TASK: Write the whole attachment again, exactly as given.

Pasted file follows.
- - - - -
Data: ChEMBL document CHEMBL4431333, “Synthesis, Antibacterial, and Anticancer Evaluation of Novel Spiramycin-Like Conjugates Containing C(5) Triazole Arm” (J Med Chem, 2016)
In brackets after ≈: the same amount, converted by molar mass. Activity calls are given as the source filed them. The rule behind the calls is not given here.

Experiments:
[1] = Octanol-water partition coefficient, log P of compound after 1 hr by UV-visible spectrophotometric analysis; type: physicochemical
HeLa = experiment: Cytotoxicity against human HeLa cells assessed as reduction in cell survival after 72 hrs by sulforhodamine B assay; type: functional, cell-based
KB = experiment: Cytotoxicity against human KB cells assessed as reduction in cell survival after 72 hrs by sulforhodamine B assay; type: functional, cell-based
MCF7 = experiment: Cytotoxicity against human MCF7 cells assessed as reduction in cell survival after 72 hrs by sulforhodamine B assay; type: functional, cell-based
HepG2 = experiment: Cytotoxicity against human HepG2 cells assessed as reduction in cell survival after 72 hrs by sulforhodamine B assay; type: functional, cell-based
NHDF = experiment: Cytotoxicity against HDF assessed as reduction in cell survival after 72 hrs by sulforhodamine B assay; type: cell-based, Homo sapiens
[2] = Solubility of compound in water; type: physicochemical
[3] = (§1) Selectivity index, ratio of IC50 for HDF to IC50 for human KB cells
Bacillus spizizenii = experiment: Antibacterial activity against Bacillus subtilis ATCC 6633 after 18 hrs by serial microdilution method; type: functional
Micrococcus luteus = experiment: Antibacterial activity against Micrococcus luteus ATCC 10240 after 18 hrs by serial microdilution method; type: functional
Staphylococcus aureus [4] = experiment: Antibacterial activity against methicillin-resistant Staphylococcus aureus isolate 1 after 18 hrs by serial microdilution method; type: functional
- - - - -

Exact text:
Data: ChEMBL document CHEMBL4431333, “Synthesis, Antibacterial, and Anticancer Evaluation of Novel Spiramycin-Like Conjugates Containing C(5) Triazole Arm” (J Med Chem, 2016)
In brackets after ≈: the same amount, converted by molar mass. Activity calls are given as the source filed them. The rule behind the calls is not given here.

Experiments:
[1] = Octanol-water partition coefficient, log P of compound after 1 hr by UV-visible spectrophotometric analysis; type: physicochemical
HeLa = experiment: Cytotoxicity against human HeLa cells assessed as reduction in cell survival after 72 hrs by sulforhodamine B assay; type: functional, cell-based
KB = experiment: Cytotoxicity against human KB cells assessed as reduction in cell survival after 72 hrs by sulforhodamine B assay; type: functional, cell-based
MCF7 = experiment: Cytotoxicity against human MCF7 cells assessed as reduction in cell survival after 72 hrs by sulforhodamine B assay; type: functional, cell-based
HepG2 = experiment: Cytotoxicity against human HepG2 cells assessed as reduction in cell survival after 72 hrs by sulforhodamine B assay; type: functional, cell-based
NHDF = experiment: Cytotoxicity against HDF assessed as reduction in cell survival after 72 hrs by sulforhodamine B assay; type: cell-based, Homo sapiens
[2] = Solubility of compound in water; type: physicochemical
[3] = (§1) Selectivity index, ratio of IC50 for HDF to IC50 for human KB cells
Bacillus spizizenii = experiment: Antibacterial activity against Bacillus subtilis ATCC 6633 after 18 hrs by serial microdilution method; type: functional
Micrococcus luteus = experiment: Antibacterial activity against Micrococcus luteus ATCC 10240 after 18 hrs by serial microdilution method; type: functional
Staphylococcus aureus [4] = experiment: Antibacterial activity against methicillin-resistant Staphylococcus aureus isolate 1 after 18 hrs by serial microdilution method; type: functional